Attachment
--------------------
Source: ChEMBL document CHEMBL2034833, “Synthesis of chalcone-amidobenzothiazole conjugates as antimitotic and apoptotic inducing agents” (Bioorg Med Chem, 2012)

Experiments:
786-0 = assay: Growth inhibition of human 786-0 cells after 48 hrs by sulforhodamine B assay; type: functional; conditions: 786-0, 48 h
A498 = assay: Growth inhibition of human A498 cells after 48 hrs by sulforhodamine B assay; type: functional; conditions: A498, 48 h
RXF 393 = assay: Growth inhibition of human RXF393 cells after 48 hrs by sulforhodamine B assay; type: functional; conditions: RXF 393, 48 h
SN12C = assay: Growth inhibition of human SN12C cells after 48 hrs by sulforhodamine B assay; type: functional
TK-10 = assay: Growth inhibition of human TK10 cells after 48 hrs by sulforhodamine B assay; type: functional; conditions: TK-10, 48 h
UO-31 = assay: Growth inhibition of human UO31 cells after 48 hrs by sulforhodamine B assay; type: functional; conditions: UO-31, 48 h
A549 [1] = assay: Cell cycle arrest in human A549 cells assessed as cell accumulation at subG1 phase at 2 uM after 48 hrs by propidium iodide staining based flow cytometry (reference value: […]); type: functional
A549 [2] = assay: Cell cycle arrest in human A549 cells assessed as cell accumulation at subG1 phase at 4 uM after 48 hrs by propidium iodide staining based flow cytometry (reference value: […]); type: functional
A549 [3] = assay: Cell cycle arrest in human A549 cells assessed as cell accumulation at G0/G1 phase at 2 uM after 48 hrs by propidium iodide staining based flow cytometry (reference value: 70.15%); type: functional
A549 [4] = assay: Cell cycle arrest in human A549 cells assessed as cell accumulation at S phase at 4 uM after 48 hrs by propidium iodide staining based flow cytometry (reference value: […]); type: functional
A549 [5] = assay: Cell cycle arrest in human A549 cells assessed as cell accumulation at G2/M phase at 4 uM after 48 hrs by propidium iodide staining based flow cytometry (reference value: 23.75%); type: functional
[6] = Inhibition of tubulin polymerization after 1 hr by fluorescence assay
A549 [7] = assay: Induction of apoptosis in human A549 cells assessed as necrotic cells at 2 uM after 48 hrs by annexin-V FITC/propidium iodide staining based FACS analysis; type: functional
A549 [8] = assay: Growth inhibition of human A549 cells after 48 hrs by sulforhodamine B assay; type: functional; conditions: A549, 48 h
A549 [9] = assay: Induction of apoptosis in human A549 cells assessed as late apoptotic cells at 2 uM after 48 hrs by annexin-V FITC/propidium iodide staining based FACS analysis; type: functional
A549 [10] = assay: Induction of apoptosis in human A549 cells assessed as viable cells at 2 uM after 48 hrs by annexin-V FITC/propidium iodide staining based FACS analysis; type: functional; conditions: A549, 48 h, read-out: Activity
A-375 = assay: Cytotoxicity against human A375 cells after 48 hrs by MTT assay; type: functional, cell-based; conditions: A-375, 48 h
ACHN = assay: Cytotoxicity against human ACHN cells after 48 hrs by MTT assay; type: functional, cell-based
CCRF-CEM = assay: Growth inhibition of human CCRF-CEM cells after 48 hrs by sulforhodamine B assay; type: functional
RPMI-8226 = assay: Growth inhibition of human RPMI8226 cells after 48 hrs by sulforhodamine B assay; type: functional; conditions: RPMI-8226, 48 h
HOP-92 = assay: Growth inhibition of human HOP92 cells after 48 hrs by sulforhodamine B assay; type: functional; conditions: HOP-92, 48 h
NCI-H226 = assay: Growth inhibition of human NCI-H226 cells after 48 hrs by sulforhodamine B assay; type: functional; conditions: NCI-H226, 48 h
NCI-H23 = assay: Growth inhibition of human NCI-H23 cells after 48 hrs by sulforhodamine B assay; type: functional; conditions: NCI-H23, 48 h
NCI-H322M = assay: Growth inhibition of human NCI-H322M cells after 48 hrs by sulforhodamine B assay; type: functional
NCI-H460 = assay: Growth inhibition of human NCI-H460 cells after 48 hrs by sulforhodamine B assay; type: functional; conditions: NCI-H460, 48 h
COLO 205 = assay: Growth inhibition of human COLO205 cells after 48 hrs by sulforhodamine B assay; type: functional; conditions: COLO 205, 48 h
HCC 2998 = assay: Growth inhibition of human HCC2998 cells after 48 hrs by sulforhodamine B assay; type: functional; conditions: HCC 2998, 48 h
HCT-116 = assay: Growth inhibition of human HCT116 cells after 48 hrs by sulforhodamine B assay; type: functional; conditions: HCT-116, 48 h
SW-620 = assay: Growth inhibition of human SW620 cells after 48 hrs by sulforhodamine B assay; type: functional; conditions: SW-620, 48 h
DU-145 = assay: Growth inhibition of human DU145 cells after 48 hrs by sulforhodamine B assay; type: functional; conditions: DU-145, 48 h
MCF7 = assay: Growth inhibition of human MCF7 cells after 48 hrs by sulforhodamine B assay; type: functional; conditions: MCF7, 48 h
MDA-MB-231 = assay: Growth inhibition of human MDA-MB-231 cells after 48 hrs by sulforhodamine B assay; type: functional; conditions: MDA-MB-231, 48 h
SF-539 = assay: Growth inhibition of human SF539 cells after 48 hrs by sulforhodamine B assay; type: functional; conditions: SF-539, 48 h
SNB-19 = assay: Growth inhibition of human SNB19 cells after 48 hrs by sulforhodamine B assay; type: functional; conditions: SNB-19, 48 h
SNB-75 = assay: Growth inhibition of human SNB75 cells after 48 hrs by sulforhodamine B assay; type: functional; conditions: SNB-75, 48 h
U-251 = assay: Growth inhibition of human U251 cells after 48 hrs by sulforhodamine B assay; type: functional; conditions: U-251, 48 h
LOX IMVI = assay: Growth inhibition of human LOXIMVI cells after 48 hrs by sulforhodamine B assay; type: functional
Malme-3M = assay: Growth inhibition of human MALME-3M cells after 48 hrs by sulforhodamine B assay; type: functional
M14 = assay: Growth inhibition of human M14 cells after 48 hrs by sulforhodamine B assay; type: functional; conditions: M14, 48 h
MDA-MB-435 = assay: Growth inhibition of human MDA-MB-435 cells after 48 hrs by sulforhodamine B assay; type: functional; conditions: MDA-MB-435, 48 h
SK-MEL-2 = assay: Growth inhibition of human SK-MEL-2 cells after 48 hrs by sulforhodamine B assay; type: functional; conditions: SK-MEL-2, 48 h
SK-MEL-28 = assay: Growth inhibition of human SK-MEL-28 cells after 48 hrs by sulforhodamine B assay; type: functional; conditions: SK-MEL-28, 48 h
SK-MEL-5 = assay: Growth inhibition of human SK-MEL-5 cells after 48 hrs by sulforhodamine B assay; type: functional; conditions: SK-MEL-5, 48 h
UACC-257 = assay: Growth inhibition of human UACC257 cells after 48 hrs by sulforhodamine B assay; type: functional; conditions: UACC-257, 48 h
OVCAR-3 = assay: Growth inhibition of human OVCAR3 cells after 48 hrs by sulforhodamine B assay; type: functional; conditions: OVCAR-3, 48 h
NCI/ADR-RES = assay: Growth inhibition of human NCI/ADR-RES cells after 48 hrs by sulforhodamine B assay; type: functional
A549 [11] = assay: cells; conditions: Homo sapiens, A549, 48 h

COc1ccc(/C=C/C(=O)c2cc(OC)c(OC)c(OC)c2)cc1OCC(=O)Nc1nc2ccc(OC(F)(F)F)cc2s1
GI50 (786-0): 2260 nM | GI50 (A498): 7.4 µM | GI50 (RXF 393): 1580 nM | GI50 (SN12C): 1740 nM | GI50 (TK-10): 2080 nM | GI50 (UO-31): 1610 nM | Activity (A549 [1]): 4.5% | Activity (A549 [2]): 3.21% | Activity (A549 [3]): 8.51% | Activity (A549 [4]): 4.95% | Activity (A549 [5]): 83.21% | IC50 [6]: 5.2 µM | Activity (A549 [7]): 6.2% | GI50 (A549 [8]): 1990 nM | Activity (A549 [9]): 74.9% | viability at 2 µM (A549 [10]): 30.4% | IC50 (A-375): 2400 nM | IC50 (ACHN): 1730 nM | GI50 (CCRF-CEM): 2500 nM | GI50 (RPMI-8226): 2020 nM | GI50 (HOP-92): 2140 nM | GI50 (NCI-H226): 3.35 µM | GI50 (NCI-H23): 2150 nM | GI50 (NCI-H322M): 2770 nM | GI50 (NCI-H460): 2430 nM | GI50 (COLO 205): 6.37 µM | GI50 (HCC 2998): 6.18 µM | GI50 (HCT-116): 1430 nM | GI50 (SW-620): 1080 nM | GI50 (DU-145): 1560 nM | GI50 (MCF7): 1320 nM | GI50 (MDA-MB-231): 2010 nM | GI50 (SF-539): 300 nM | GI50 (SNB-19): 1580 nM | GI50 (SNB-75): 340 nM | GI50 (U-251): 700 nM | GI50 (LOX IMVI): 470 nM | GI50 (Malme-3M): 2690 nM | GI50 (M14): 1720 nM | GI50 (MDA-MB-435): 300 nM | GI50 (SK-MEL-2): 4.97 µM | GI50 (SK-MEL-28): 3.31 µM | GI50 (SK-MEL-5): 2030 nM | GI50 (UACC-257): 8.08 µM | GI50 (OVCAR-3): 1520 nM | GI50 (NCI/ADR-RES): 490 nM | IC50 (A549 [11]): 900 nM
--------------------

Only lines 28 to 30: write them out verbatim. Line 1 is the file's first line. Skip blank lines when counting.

COLO 205 = assay: Growth inhibition of human COLO205 cells after 48 hrs by sulforhodamine B assay; type: functional; conditions: COLO 205, 48 h
HCC 2998 = assay: Growth inhibition of human HCC2998 cells after 48 hrs by sulforhodamine B assay; type: functional; conditions: HCC 2998, 48 h
HCT-116 = assay: Growth inhibition of human HCT116 cells after 48 hrs by sulforhodamine B assay; type: functional; conditions: HCT-116, 48 h